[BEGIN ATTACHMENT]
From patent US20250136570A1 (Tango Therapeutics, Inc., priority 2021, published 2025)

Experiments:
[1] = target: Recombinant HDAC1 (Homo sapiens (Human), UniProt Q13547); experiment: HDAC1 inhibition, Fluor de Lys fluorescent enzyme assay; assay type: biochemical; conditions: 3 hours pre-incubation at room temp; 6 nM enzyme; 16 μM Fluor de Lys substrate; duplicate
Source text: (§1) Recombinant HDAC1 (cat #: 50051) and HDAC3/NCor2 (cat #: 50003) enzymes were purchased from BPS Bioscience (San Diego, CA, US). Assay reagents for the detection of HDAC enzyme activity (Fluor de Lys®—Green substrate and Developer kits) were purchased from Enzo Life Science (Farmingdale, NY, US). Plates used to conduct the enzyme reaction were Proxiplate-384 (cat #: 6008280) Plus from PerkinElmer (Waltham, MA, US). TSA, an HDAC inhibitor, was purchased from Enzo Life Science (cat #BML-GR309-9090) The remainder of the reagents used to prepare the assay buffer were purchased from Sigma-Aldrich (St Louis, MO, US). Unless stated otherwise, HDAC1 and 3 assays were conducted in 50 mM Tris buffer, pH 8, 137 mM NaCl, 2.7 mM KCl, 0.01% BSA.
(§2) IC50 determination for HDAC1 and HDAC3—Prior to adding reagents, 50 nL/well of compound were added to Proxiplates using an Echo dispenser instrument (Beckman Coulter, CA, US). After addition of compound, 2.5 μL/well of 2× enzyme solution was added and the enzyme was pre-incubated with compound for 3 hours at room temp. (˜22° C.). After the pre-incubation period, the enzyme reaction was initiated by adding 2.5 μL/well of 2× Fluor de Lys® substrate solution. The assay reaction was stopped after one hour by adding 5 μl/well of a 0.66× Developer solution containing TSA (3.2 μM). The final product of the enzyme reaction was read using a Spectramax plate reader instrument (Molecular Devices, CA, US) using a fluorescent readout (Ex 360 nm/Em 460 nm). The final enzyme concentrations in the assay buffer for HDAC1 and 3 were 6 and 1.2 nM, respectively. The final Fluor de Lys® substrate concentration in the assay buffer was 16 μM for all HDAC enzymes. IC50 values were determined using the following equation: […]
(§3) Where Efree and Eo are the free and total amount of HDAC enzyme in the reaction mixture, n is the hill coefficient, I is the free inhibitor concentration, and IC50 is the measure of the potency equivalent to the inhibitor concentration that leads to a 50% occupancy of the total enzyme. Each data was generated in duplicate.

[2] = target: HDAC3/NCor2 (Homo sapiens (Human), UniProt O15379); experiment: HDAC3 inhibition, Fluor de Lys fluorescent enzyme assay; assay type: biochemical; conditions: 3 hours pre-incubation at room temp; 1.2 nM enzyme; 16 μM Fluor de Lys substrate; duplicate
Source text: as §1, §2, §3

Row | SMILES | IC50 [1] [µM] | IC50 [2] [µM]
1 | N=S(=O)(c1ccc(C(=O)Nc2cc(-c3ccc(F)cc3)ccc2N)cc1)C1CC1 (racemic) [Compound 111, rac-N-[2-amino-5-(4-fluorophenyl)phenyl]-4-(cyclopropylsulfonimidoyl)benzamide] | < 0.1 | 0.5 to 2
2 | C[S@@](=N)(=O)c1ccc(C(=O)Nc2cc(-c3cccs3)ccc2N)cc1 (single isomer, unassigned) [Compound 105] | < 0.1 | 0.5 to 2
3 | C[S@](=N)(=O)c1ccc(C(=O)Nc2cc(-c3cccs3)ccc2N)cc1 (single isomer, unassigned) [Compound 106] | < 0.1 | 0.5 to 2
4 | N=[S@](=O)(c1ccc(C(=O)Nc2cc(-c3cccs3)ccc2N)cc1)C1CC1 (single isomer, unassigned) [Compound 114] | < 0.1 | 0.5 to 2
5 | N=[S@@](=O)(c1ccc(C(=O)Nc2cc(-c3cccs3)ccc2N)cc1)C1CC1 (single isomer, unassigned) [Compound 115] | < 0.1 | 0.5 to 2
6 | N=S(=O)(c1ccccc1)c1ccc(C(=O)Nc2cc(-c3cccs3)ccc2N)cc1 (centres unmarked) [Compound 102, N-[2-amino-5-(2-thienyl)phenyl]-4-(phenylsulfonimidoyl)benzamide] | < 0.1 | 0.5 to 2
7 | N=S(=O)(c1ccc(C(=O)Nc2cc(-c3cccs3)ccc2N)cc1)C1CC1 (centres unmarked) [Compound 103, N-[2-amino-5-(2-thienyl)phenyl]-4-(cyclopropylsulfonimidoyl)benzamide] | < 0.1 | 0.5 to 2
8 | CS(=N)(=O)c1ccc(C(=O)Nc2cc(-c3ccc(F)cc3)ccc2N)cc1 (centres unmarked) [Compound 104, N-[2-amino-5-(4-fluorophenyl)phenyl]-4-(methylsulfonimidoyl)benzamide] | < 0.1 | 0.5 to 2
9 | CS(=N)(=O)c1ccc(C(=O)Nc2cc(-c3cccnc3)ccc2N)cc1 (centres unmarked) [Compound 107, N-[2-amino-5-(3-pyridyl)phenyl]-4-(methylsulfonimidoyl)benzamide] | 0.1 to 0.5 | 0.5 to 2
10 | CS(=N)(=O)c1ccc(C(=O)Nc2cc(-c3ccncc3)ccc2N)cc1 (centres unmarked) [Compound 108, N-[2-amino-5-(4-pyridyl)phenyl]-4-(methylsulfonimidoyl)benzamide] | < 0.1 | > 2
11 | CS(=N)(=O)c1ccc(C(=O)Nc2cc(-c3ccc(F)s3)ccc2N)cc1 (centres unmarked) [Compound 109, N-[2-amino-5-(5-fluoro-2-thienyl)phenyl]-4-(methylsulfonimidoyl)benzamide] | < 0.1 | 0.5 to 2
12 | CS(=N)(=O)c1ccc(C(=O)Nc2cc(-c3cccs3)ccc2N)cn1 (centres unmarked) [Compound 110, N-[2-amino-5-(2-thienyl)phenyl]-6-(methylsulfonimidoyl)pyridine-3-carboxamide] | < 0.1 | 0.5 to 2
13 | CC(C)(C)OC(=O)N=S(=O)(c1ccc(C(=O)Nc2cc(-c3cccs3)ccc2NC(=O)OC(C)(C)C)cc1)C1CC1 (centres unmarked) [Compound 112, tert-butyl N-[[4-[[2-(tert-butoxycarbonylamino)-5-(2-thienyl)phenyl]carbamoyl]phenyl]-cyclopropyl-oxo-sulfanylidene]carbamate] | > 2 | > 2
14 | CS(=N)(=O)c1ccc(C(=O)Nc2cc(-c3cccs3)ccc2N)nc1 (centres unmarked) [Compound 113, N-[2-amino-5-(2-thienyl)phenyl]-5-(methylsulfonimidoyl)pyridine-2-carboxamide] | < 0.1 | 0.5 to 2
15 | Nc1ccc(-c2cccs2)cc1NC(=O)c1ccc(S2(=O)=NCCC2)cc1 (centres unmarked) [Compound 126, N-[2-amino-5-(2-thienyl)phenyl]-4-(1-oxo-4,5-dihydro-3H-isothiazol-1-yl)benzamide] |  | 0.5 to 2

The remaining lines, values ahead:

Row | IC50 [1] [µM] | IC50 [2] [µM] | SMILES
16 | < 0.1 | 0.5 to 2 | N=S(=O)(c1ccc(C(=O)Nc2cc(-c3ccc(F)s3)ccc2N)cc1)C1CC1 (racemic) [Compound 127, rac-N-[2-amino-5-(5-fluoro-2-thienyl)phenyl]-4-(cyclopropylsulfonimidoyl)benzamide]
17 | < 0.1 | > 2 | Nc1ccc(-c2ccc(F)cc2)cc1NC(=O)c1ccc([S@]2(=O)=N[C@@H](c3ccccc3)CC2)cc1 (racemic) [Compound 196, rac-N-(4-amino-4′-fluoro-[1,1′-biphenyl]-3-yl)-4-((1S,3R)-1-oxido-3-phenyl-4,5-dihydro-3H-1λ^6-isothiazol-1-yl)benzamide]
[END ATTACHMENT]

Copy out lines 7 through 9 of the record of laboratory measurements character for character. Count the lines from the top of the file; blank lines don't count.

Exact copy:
[2] = target: HDAC3/NCor2 (Homo sapiens (Human), UniProt O15379); experiment: HDAC3 inhibition, Fluor de Lys fluorescent enzyme assay; assay type: biochemical; conditions: 3 hours pre-incubation at room temp; 1.2 nM enzyme; 16 μM Fluor de Lys substrate; duplicate
Source text: as §1, §2, §3

Row | SMILES | IC50 [1] [µM] | IC50 [2] [µM]